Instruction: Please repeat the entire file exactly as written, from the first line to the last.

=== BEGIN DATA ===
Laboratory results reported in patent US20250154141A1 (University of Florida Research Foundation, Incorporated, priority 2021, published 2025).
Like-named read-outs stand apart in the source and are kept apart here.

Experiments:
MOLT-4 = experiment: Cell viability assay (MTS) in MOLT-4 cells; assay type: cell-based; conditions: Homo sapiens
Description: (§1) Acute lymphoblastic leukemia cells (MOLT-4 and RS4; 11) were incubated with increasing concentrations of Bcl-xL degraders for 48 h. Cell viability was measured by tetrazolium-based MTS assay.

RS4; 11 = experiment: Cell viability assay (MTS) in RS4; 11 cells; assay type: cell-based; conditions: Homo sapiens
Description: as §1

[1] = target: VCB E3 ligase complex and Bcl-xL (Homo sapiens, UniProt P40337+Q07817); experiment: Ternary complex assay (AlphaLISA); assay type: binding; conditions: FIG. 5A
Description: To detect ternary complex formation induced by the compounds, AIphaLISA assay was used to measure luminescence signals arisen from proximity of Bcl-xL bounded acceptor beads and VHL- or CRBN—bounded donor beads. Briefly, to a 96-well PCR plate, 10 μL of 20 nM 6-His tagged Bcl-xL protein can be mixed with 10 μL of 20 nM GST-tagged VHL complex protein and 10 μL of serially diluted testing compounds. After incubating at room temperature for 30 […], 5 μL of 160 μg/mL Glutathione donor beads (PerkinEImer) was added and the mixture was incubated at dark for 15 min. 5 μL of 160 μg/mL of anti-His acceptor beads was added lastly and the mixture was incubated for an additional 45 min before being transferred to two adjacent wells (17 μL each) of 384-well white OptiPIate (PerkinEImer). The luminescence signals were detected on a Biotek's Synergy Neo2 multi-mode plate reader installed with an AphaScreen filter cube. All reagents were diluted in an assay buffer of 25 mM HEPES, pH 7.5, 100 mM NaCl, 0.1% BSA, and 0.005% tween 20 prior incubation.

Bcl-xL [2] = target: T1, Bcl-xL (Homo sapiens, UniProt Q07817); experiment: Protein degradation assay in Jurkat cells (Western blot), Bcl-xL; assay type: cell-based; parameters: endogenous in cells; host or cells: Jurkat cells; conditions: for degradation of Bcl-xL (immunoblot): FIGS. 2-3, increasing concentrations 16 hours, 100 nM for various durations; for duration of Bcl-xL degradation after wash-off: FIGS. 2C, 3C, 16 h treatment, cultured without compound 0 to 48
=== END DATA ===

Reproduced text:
Laboratory results reported in patent US20250154141A1 (University of Florida Research Foundation, Incorporated, priority 2021, published 2025).
Like-named read-outs stand apart in the source and are kept apart here.

Experiments:
MOLT-4 = experiment: Cell viability assay (MTS) in MOLT-4 cells; assay type: cell-based; conditions: Homo sapiens
Description: (§1) Acute lymphoblastic leukemia cells (MOLT-4 and RS4; 11) were incubated with increasing concentrations of Bcl-xL degraders for 48 h. Cell viability was measured by tetrazolium-based MTS assay.

RS4; 11 = experiment: Cell viability assay (MTS) in RS4; 11 cells; assay type: cell-based; conditions: Homo sapiens
Description: as §1

[1] = target: VCB E3 ligase complex and Bcl-xL (Homo sapiens, UniProt P40337+Q07817); experiment: Ternary complex assay (AlphaLISA); assay type: binding; conditions: FIG. 5A
Description: To detect ternary complex formation induced by the compounds, AIphaLISA assay was used to measure luminescence signals arisen from proximity of Bcl-xL bounded acceptor beads and VHL- or CRBN—bounded donor beads. Briefly, to a 96-well PCR plate, 10 μL of 20 nM 6-His tagged Bcl-xL protein can be mixed with 10 μL of 20 nM GST-tagged VHL complex protein and 10 μL of serially diluted testing compounds. After incubating at room temperature for 30 […], 5 μL of 160 μg/mL Glutathione donor beads (PerkinEImer) was added and the mixture was incubated at dark for 15 min. 5 μL of 160 μg/mL of anti-His acceptor beads was added lastly and the mixture was incubated for an additional 45 min before being transferred to two adjacent wells (17 μL each) of 384-well white OptiPIate (PerkinEImer). The luminescence signals were detected on a Biotek's Synergy Neo2 multi-mode plate reader installed with an AphaScreen filter cube. All reagents were diluted in an assay buffer of 25 mM HEPES, pH 7.5, 100 mM NaCl, 0.1% BSA, and 0.005% tween 20 prior incubation.

Bcl-xL [2] = target: T1, Bcl-xL (Homo sapiens, UniProt Q07817); experiment: Protein degradation assay in Jurkat cells (Western blot), Bcl-xL; assay type: cell-based; parameters: endogenous in cells; host or cells: Jurkat cells; conditions: for degradation of Bcl-xL (immunoblot): FIGS. 2-3, increasing concentrations 16 hours, 100 nM for various durations; for duration of Bcl-xL degradation after wash-off: FIGS. 2C, 3C, 16 h treatment, cultured without compound 0 to 48